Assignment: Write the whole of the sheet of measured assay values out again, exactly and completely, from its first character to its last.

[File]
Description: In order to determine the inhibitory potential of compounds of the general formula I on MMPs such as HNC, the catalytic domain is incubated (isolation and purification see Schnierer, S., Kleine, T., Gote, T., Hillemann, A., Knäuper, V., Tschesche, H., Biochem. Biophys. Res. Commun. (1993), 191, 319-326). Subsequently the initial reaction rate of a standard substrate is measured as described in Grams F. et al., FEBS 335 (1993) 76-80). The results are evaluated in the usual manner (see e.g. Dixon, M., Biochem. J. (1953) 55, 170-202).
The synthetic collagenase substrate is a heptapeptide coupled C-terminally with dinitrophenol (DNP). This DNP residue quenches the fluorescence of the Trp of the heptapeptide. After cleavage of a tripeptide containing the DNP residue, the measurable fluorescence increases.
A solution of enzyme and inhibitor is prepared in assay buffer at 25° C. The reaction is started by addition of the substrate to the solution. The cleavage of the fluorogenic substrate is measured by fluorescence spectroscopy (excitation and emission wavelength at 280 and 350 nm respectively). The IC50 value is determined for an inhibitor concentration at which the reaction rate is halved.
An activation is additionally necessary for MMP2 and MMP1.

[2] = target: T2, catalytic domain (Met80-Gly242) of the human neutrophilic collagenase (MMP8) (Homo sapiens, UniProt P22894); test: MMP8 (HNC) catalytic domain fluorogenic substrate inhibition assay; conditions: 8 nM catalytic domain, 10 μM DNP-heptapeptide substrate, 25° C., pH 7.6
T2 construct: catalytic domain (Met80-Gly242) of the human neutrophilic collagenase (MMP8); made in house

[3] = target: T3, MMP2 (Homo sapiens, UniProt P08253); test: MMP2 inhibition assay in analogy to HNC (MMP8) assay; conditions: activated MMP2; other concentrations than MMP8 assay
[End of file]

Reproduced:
Description: In order to determine the inhibitory potential of compounds of the general formula I on MMPs such as HNC, the catalytic domain is incubated (isolation and purification see Schnierer, S., Kleine, T., Gote, T., Hillemann, A., Knäuper, V., Tschesche, H., Biochem. Biophys. Res. Commun. (1993), 191, 319-326). Subsequently the initial reaction rate of a standard substrate is measured as described in Grams F. et al., FEBS 335 (1993) 76-80). The results are evaluated in the usual manner (see e.g. Dixon, M., Biochem. J. (1953) 55, 170-202).
The synthetic collagenase substrate is a heptapeptide coupled C-terminally with dinitrophenol (DNP). This DNP residue quenches the fluorescence of the Trp of the heptapeptide. After cleavage of a tripeptide containing the DNP residue, the measurable fluorescence increases.
A solution of enzyme and inhibitor is prepared in assay buffer at 25° C. The reaction is started by addition of the substrate to the solution. The cleavage of the fluorogenic substrate is measured by fluorescence spectroscopy (excitation and emission wavelength at 280 and 350 nm respectively). The IC50 value is determined for an inhibitor concentration at which the reaction rate is halved.
An activation is additionally necessary for MMP2 and MMP1.

[2] = target: T2, catalytic domain (Met80-Gly242) of the human neutrophilic collagenase (MMP8) (Homo sapiens, UniProt P22894); test: MMP8 (HNC) catalytic domain fluorogenic substrate inhibition assay; conditions: 8 nM catalytic domain, 10 μM DNP-heptapeptide substrate, 25° C., pH 7.6
T2 construct: catalytic domain (Met80-Gly242) of the human neutrophilic collagenase (MMP8); made in house

[3] = target: T3, MMP2 (Homo sapiens, UniProt P08253); test: MMP2 inhibition assay in analogy to HNC (MMP8) assay; conditions: activated MMP2; other concentrations than MMP8 assay